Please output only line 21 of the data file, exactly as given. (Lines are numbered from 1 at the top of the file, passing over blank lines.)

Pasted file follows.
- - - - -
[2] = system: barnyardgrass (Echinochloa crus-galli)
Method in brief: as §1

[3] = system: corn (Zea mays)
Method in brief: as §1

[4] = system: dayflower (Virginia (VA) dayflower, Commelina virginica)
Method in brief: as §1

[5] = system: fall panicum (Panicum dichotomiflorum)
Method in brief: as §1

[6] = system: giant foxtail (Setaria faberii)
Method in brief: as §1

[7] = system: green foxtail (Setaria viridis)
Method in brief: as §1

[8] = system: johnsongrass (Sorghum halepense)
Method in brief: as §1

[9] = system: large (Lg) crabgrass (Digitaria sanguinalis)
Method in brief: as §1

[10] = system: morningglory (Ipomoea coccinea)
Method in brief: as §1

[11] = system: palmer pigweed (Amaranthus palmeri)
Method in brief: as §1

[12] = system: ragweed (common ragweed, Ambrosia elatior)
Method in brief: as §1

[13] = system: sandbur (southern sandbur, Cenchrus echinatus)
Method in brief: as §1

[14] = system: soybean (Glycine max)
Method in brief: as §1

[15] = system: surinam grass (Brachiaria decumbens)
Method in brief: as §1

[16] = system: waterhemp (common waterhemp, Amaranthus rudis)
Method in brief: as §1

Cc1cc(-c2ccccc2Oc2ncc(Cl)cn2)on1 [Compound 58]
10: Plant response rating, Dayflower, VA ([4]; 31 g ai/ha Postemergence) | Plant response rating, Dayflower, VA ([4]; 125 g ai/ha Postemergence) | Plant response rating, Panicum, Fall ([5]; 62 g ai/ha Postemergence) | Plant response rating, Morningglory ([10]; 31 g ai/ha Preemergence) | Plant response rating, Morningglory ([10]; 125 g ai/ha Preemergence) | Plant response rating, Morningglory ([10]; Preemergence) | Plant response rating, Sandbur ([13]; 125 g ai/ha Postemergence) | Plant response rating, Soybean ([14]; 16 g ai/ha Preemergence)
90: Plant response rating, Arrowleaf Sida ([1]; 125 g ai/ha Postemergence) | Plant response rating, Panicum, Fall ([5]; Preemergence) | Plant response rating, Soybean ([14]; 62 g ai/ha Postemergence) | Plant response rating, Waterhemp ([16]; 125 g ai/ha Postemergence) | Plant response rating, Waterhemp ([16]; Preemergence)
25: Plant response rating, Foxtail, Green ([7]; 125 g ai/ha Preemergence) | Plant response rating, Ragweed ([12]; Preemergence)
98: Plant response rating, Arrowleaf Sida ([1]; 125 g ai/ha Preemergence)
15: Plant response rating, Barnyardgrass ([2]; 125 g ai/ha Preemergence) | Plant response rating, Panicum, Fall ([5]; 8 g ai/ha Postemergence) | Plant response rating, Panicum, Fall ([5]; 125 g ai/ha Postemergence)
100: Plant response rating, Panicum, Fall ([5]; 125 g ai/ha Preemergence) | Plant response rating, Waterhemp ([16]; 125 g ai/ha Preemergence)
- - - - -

[12] = system: ragweed (common ragweed, Ambrosia elatior)